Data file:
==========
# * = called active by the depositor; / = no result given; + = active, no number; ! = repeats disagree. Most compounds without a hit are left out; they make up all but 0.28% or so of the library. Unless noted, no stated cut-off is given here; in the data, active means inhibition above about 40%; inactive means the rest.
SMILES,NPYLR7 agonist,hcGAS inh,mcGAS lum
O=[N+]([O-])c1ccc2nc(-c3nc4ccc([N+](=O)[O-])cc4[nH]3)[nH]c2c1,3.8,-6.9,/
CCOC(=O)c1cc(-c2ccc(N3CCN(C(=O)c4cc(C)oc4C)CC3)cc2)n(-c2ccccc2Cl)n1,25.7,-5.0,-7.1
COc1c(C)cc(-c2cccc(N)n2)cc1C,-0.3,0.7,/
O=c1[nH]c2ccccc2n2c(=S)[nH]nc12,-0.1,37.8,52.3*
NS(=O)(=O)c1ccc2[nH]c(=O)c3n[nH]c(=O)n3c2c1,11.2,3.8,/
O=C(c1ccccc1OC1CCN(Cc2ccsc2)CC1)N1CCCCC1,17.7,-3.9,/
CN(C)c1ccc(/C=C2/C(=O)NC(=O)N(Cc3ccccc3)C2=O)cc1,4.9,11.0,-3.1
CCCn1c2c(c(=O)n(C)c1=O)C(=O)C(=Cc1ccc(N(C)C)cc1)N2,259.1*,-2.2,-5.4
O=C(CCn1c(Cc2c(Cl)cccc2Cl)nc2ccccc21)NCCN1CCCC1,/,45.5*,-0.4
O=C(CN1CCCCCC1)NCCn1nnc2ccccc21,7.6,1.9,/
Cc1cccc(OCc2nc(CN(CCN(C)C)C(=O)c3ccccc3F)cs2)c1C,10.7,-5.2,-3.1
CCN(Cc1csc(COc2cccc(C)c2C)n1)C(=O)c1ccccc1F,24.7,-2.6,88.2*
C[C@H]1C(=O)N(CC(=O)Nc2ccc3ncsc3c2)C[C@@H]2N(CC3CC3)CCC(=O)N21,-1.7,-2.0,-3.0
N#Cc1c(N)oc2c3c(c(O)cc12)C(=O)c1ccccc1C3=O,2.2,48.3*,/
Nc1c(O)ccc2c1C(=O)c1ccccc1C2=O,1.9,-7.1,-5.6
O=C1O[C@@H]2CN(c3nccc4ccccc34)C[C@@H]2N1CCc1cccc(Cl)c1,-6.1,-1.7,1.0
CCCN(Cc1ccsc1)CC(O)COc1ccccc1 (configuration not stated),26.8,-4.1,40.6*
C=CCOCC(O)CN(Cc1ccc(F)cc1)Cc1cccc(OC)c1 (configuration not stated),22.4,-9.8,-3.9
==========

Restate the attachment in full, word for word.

# * = called active by the depositor; / = no result given; + = active, no number; ! = repeats disagree. Most compounds without a hit are left out; they make up all but 0.28% or so of the library. Unless noted, no stated cut-off is given here; in the data, active means inhibition above about 40%; inactive means the rest.
SMILES,NPYLR7 agonist,hcGAS inh,mcGAS lum
O=[N+]([O-])c1ccc2nc(-c3nc4ccc([N+](=O)[O-])cc4[nH]3)[nH]c2c1,3.8,-6.9,/
CCOC(=O)c1cc(-c2ccc(N3CCN(C(=O)c4cc(C)oc4C)CC3)cc2)n(-c2ccccc2Cl)n1,25.7,-5.0,-7.1
COc1c(C)cc(-c2cccc(N)n2)cc1C,-0.3,0.7,/
O=c1[nH]c2ccccc2n2c(=S)[nH]nc12,-0.1,37.8,52.3*
NS(=O)(=O)c1ccc2[nH]c(=O)c3n[nH]c(=O)n3c2c1,11.2,3.8,/
O=C(c1ccccc1OC1CCN(Cc2ccsc2)CC1)N1CCCCC1,17.7,-3.9,/
CN(C)c1ccc(/C=C2/C(=O)NC(=O)N(Cc3ccccc3)C2=O)cc1,4.9,11.0,-3.1
CCCn1c2c(c(=O)n(C)c1=O)C(=O)C(=Cc1ccc(N(C)C)cc1)N2,259.1*,-2.2,-5.4
O=C(CCn1c(Cc2c(Cl)cccc2Cl)nc2ccccc21)NCCN1CCCC1,/,45.5*,-0.4
O=C(CN1CCCCCC1)NCCn1nnc2ccccc21,7.6,1.9,/
Cc1cccc(OCc2nc(CN(CCN(C)C)C(=O)c3ccccc3F)cs2)c1C,10.7,-5.2,-3.1
CCN(Cc1csc(COc2cccc(C)c2C)n1)C(=O)c1ccccc1F,24.7,-2.6,88.2*
C[C@H]1C(=O)N(CC(=O)Nc2ccc3ncsc3c2)C[C@@H]2N(CC3CC3)CCC(=O)N21,-1.7,-2.0,-3.0
N#Cc1c(N)oc2c3c(c(O)cc12)C(=O)c1ccccc1C3=O,2.2,48.3*,/
Nc1c(O)ccc2c1C(=O)c1ccccc1C2=O,1.9,-7.1,-5.6
O=C1O[C@@H]2CN(c3nccc4ccccc34)C[C@@H]2N1CCc1cccc(Cl)c1,-6.1,-1.7,1.0
CCCN(Cc1ccsc1)CC(O)COc1ccccc1 (configuration not stated),26.8,-4.1,40.6*
C=CCOCC(O)CN(Cc1ccc(F)cc1)Cc1cccc(OC)c1 (configuration not stated),22.4,-9.8,-3.9